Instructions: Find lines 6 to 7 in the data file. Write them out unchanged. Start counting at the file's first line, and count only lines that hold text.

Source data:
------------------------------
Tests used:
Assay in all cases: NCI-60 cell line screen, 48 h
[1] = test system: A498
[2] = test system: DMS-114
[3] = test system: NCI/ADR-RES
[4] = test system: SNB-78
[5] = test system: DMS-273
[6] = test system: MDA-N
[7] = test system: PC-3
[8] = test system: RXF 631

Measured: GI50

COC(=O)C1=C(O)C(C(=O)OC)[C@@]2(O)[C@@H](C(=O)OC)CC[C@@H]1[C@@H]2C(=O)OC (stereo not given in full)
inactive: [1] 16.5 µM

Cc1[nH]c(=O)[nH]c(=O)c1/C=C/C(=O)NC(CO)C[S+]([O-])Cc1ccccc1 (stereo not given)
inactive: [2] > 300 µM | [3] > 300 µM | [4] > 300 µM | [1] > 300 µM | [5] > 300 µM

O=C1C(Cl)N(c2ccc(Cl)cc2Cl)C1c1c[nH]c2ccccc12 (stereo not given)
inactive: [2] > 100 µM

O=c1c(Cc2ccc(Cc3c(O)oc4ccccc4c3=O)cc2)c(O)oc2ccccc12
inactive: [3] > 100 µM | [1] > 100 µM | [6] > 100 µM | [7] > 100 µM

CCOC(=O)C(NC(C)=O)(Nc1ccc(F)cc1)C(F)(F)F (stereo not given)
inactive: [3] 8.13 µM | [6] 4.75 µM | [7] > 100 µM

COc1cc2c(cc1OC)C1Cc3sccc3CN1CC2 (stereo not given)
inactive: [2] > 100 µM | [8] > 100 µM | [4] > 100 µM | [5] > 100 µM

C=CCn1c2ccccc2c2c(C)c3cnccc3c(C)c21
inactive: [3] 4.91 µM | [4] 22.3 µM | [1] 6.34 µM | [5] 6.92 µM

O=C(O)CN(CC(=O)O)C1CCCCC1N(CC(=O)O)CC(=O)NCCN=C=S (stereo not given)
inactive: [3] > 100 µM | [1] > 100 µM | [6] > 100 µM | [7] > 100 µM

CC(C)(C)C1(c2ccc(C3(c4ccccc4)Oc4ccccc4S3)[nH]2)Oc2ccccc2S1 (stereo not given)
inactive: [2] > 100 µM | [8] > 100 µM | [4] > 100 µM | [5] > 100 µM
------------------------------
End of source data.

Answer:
[4] = test system: SNB-78
[5] = test system: DMS-273